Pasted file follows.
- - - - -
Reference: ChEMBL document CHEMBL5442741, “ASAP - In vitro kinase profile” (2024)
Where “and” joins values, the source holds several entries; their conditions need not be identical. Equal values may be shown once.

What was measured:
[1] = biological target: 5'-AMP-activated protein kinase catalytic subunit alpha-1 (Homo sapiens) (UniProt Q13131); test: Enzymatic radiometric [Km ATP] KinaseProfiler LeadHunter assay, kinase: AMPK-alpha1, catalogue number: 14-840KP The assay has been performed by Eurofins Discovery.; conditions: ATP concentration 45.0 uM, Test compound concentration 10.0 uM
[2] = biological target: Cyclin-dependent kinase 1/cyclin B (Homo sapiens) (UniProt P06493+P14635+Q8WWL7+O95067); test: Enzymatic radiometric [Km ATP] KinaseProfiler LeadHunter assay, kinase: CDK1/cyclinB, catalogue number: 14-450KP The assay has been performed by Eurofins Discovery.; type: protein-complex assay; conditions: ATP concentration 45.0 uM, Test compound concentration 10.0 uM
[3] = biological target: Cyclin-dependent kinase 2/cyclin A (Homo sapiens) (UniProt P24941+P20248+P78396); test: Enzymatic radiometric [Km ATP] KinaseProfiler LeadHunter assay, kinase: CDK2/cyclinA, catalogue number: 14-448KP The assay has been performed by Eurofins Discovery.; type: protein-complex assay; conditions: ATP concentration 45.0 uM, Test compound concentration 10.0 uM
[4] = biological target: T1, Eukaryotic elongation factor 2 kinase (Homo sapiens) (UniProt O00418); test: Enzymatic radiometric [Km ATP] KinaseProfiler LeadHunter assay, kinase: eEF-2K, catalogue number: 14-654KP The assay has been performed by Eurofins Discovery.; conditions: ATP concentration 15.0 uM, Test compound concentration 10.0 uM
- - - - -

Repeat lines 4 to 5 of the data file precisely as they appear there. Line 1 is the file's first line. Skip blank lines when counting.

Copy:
[1] = biological target: 5'-AMP-activated protein kinase catalytic subunit alpha-1 (Homo sapiens) (UniProt Q13131); test: Enzymatic radiometric [Km ATP] KinaseProfiler LeadHunter assay, kinase: AMPK-alpha1, catalogue number: 14-840KP The assay has been performed by Eurofins Discovery.; conditions: ATP concentration 45.0 uM, Test compound concentration 10.0 uM
[2] = biological target: Cyclin-dependent kinase 1/cyclin B (Homo sapiens) (UniProt P06493+P14635+Q8WWL7+O95067); test: Enzymatic radiometric [Km ATP] KinaseProfiler LeadHunter assay, kinase: CDK1/cyclinB, catalogue number: 14-450KP The assay has been performed by Eurofins Discovery.; type: protein-complex assay; conditions: ATP concentration 45.0 uM, Test compound concentration 10.0 uM